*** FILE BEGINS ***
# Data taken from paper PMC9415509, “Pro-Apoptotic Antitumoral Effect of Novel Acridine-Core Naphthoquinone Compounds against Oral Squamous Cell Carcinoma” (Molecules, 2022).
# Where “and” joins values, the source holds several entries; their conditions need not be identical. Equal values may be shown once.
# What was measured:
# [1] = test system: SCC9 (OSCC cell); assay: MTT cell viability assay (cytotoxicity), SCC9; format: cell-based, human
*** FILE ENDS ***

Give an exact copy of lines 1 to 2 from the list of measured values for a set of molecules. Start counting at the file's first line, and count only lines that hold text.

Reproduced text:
# Data taken from paper PMC9415509, “Pro-Apoptotic Antitumoral Effect of Novel Acridine-Core Naphthoquinone Compounds against Oral Squamous Cell Carcinoma” (Molecules, 2022).
# Where “and” joins values, the source holds several entries; their conditions need not be identical. Equal values may be shown once.